How Silly Putty may advance stem cell research

Scientists use key ingredient to create 'carpet' for stem cells

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ANN ARBOR, Mich. - I have wonderful childhood memories of pressing Silly Putty onto the Sunday comic strips.

That was the one day a week the comics were in color! My sister and I would copy the funny pages over and over and stretch the images in amusing ways.

Perhaps that's why I find it so fascinating that scientists at the University of Michigan are using Silly Putty to advance stem cell research.

Growing human embryonic stem cells is tricky business and a major hurdle in the quest to treat a host of diseases.

The U-M researchers discovered human embryonic stem cells developed into working spinal cord cells more efficiently by growing the cells on a soft, ultrafine carpet made of a key ingredient in Silly Putty called polydimethylsiloxane.

To be clear, it's not as simple as stretching out the familiar putty and piling the stem cells on top.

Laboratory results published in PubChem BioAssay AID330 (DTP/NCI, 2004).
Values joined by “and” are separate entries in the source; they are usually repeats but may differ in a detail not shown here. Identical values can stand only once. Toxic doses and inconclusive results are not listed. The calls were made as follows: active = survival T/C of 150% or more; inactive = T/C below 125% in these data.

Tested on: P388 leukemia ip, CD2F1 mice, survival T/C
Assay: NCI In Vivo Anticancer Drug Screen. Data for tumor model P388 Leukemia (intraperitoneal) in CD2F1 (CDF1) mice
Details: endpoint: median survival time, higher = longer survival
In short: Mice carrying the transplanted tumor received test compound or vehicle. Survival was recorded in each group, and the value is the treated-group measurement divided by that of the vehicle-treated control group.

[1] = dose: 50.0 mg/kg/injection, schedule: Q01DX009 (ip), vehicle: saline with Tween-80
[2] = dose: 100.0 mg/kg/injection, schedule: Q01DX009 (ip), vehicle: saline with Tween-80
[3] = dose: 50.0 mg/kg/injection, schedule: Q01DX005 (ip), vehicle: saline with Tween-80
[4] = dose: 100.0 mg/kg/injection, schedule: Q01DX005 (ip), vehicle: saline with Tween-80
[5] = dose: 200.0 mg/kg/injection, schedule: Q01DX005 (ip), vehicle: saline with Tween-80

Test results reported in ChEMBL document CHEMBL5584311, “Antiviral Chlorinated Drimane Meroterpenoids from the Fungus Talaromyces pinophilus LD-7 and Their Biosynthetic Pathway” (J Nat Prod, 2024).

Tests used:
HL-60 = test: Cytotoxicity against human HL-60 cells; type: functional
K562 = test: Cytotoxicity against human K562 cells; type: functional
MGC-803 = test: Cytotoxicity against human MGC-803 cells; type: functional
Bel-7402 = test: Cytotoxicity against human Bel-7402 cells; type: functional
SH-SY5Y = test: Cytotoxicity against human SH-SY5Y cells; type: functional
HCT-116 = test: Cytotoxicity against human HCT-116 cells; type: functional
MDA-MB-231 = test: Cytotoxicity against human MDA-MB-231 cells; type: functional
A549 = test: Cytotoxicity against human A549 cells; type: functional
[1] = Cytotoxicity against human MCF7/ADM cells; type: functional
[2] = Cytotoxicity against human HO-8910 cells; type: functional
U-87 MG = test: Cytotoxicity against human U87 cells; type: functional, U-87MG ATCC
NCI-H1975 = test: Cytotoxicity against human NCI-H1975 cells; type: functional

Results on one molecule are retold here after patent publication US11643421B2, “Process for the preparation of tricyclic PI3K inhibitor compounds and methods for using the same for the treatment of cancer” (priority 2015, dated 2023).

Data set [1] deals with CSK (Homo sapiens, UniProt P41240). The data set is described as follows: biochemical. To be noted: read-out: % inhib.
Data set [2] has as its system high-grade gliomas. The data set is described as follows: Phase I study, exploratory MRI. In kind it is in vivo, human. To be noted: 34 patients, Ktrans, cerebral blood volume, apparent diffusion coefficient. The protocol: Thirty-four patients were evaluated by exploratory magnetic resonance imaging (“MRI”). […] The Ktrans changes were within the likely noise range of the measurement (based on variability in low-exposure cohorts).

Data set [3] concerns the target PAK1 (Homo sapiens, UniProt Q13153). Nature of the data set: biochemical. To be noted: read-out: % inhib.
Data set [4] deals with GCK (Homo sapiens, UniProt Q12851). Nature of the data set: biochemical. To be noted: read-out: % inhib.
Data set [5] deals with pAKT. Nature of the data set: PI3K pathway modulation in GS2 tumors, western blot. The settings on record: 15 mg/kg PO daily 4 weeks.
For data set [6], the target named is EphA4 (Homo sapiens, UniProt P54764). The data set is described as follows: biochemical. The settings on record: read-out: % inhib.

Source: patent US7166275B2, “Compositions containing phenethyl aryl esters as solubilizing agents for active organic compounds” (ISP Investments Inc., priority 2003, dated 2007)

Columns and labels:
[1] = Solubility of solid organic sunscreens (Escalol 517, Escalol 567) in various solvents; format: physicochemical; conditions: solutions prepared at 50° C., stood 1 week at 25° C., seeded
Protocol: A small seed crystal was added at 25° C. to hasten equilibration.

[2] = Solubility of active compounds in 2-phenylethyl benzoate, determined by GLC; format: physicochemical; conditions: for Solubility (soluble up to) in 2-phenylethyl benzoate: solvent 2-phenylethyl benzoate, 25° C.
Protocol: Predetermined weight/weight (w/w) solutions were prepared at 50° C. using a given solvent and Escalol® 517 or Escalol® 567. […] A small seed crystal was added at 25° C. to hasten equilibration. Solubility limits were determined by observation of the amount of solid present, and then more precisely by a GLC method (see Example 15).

In a specially engineered growth system, the team designed microscopic posts of the Silly Putty component. By varying the post height, the researchers can adjust the stiffness of the surface the cells grow on.

Researchers found that stem cells they grew on the tall, softer micropost carpets turned into nerve cells much faster and more often than those they grew on the stiffer surfaces. The resulting spinal cord cells were four times more pure and 10 times larger than those grown on traditional plates or rigid carpets.

The research is the first to show the "sponginess" of the environment where human embryonic stem cells are growing affects the type of specialized cells they eventually become.

Researcher Jianping Fu, a U-M assistant professor of mechanical engineering, says the findings raise the possibility of a more efficient way to guide stem cells to differentiate and potentially provide therapies for diseases such as amyotrophic lateral sclerosis (Lou Gehrig's disease), Huntington's or Alzheimer's.

Perhaps my childhood experiments with Silly Putty and the funny pages helped lay the groundwork for this big breakthrough?

OK, probably not. But I'll definitely be buying my kids some Silly Putty.

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